The story is a slight and sentimental one. Despite war and death, this is another feel-good movie, much like Finding Your Feet a few months back and with a similar ‘ensemble’ cast. Lily James just may be the new Julie Andrews, always a joy to see. Michiel Huisman, who plays the farmer, is a new name to me (I haven’t watched Game of Thrones), but he contributes a handsome central presence that reminded me of Alan Bates’s Farmer Gabriel in the 1967 Far from the Madding Crowd. Tom Courtenay is solid as always. Penelope Wilton is outstanding as the widow drowning in the grief of two world wars.

Slight and sentimental, yes, but very involving. I so wanted this movie to have a happy-ever-after Mills & Boon-style ending. Does it? Go and find out.

A QUIET PLACE


I tend now to avoid gut-churning horror movies (Saw and its siblings), but I’ve loved a good scary story since the Hammer Draculas and Frankensteins 
came out when I was a teenager. And I guess some of the scariest flicks have been the Alien series (though the latest additions have been a lot more earnest and a bit less scary).

A Quiet Place comes with CGI aliens that look like hideous clones of Sigourney Weaver’s intergalactic chums. There are stronger echoes of War of the Worlds. Eighteen months after an invasion by people-chomping monsters, we join a family of survivors living in rural America, Emily Blunt and her real-life husband John Krasinski (who also directs) and their three kids. The aliens are blind but super-sensitive to sound, so the family learns to live as silently as possible, talking in sign-language and whispers. The perils of noise are brought vividly home from time to time: a battery-operated toy or a dropped plate brings terrible retribution. Emily is pregnant, so you wonder how she is going to give birth in silence and produce a noiseless infant. These questions are answered in nerve-shredding scenes in the second half of the film.

Normally, when someone’s phone goes off in a cinema, you make noises of disapproval and long to belt them. When this happened yesterday I almost hit the deck!

A Quiet Place has the rustic unease of several of M. Night Shyamalan’s movies. You think the countryside is safer than the city? Think again.

Saturday, 10 March 2018

Wot I'm reading: Learning French and life lessons

DAVID SEDARIS: Me Talk Pretty One Day


Like me, you may have heard David Sedaris on the radio. He has a voice that's reminiscent of Truman Capote, and his droll observations of our life and times are a joy to listen to. A friend who is also a fan gave me this collection of his journalism for Christ-mas. He looks back frequently to his boy-hood in New York and North Carolina, growing up in a family that sound as if they were created by J.D. Salinger. When a pet dog died he scattered her ashes on the carpet and then hovered her up: ”she’d never expressed any great interest in the outdoors”.

He and his boyfriend Hugh spent a year living in Paris. There are several comic pieces about his French lessons, which were not a success. He eschewed attractions such as the Louvre in favour of seeing movies seven days a week. He likes to pretend he’s a philistine and a nerd, virtually unemployable, but his writing has made him a great success. The articles don’t always sound as witty in print as they do on the radio, but there are quite a few bons mots which again sometimes bring Capote to mind: “I hoped the revolution would not take place during my lifetime. I didn’t want the rich to go away until I could at least briefly join their ranks.” He repudiates Americans’ (well-deserved) reputation for Puritanism: “How prudish can we be when almost everyone I know has engaged in a three-way?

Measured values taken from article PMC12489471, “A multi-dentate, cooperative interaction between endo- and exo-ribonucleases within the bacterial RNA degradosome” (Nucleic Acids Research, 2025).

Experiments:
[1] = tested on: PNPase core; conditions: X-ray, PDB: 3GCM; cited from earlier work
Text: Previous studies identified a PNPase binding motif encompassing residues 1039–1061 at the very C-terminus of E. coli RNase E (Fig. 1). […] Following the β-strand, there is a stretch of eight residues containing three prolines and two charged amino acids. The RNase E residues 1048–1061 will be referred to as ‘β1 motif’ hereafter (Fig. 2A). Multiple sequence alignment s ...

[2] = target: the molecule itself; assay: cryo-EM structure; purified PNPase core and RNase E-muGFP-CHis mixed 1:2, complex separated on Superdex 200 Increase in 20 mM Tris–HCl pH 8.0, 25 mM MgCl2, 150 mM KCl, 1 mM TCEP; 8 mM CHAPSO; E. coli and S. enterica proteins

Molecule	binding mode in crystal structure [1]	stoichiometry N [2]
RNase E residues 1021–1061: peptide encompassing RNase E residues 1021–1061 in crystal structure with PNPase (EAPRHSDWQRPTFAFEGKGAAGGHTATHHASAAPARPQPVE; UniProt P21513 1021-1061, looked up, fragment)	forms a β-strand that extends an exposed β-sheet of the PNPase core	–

David Sedaris
David and Hugh now live not far from me in mid-Sussex. Wikipedia tells us Sedaris describes them as “the sort of couple who wouldn’t get married.”  David spends some of his time picking up litter (echoes of another famous ex-pat Bill Bryson) and has a garbage truck named after him. He sounds like a fun guy as well as a funny guy.

Monday, 26 February 2018

Wot I'm reading: A new cop on the Graveyard Shift


Michael Connelly: THE LATE SHOW


Top US crime-writer Michael Connelly introduces his new heroine: LAPD's Renée Ballard, consigned to the ‘graveyard shift’ (aka ‘the late show’) after a row with her superior. This story starts with two violent crimes on the same night: the savage beating of a trans-gender Latino and a mass shooting in a nightclub. A cop investigating the shooting is also killed, making the case a personal one for Ballard and her colleagues.

For those of us who are fans of LAPD’s finest, Harry Bosch, it may take a while to get used to this ‘new kid on the block’. A feud with a lieutenant is a situation Harry has faced more than once, and this case has a Red Herring most readers will not fall for.

There’s a policewoman-in-peril scene which is seriously tense, but as when he deals with Harry Bosch and ‘the Lincoln lawyer’, Connelly’s forte is showing the nitty-gritty of an investigation and the slow unraveling of another rotten apple in LAPD. A new Bosch on its way, but we can look forward to seeing more of night-owl Ms Ballard.

Thursday, 22 February 2018

David at the movies: Creature Feature - enchanting but daft

THE SHAPE OF WATER